Children With Cochlear Implants Doing Well In Mainstream Classrooms
Posted May 4, 2006
WAKE FOREST, N.C. — The WRAL Health Team has been following the Allen family of Wake Forest since 1999. That's when 7-month-0old Evan Allen was the youngest child in the country to receive a cochlear implant.
All three of the Allen children have cochlear implants, but their successes have not come without a lot of work at school and at home.
It is time for a little Spanish at Heritage Elementary in Wake Forest. Just a few years ago, someone like Evan Allen might struggle just to speak English.
Evan was born deaf like his older sister Bethany and younger brother Layton. Cochlear implants help each of them hear and have a chance to learn, speak and play with other children who hear normally. Their teachers say they fit right in.
"He has done beautiful and he is academically one of the highest in the class," said teacher Jenny Poulsen.
However, Evan needs to be close to his teacher's voice, so she wears a microphone and he sits near a speaker. Bethany always has a portable FM speaker right in front of her.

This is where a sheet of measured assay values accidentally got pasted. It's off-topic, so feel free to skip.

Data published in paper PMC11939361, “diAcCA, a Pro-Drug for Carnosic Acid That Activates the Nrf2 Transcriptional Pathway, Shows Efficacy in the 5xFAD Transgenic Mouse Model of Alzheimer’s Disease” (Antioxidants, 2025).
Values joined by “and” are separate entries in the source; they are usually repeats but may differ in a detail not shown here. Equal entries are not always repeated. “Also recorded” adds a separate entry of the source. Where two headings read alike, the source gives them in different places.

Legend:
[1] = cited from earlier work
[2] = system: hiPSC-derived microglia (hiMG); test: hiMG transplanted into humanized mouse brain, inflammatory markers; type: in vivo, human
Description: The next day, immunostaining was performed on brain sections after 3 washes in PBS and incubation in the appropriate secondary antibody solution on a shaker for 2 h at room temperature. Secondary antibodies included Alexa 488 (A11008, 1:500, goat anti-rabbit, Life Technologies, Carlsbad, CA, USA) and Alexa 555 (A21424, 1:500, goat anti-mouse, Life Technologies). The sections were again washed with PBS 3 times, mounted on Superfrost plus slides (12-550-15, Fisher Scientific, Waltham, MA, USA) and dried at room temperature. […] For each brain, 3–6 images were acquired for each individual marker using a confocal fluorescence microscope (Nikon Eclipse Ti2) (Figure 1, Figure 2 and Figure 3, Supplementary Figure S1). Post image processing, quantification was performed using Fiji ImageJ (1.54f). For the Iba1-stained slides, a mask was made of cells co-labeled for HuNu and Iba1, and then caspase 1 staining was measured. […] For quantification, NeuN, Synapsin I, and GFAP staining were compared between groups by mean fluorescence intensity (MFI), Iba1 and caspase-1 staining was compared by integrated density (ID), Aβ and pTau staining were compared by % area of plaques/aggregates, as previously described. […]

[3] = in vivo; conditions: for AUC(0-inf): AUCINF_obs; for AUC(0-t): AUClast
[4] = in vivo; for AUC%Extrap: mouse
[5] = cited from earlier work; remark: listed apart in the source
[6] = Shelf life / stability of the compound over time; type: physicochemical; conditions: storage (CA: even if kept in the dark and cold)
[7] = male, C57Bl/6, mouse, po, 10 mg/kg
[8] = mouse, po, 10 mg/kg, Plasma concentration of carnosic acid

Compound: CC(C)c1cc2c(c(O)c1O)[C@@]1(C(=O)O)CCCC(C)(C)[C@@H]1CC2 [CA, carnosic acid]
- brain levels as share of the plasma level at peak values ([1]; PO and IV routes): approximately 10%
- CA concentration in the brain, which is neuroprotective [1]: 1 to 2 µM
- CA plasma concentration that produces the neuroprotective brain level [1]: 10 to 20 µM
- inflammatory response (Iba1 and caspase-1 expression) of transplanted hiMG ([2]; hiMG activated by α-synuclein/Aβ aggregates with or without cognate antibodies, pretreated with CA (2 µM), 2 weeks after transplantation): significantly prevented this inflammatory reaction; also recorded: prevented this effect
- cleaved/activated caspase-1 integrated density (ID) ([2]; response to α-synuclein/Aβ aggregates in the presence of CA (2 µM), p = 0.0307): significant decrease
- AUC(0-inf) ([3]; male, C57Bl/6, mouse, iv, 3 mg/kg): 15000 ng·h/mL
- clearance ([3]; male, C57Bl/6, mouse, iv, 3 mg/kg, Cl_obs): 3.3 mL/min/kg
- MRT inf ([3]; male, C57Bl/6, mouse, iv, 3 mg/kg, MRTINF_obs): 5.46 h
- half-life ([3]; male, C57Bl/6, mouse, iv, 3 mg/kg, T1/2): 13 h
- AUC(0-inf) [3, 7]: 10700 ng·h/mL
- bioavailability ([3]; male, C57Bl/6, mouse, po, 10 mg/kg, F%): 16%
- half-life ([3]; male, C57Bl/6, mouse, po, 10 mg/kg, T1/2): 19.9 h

Many people may think a cochlear implant is a cure-all.
"They think that once they get the implant, you know, that they're fixed and everything's OK. They hear and they begin to speak, but it comes with a lot of hard work," said Stacy Allen, the children's mother.
A lot of that hard work happens at home. Two speech therapists work with each of the Allen children -- mixing games with sounds. When the therapists are gone, Anthony and Stacy Allen, the children's parents, keep the therapy going.
"But we also try to intertwine that throughout our day and make it a part of our lifestyle," Stacy Allen said.
The children are in a good, supportive school. Their parents see to it they get the help they need. But, perhaps, the greatest advantage the Allen kids have is each other.
Obviously, a lot of work goes into helping children with cochlear implants - how about the costs?
The costs of cochlear implants can be high--surgery alone costs up to $80,000. UNC began a program to help children after surgery and that costs money, too. To give financial assistance to the program, you can send donations* to:
Medical Foundation of N.C. 800 Martin Luther King Blvd. Chapel Hill, N.C. 27514
*Write CASTLE in Memo line